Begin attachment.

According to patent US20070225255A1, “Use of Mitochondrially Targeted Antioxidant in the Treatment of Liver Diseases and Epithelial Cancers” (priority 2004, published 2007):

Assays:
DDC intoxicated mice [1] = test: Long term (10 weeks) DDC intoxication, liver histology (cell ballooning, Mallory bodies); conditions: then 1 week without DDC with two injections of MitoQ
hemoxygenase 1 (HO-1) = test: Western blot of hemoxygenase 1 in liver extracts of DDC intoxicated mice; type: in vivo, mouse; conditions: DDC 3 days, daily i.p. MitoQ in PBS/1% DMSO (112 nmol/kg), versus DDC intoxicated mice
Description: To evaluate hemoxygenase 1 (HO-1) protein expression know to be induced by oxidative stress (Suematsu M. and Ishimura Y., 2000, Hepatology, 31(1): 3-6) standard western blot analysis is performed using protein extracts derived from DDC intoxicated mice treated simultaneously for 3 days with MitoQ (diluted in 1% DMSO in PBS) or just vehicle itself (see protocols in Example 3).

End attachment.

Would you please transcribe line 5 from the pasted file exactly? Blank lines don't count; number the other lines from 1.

Description: To evaluate hemoxygenase 1 (HO-1) protein expression know to be induced by oxidative stress (Suematsu M. and Ishimura Y., 2000, Hepatology, 31(1): 3-6) standard western blot analysis is performed using protein extracts derived from DDC intoxicated mice treated simultaneously for 3 days with MitoQ (diluted in 1% DMSO in PBS) or just vehicle itself (see protocols in Example 3).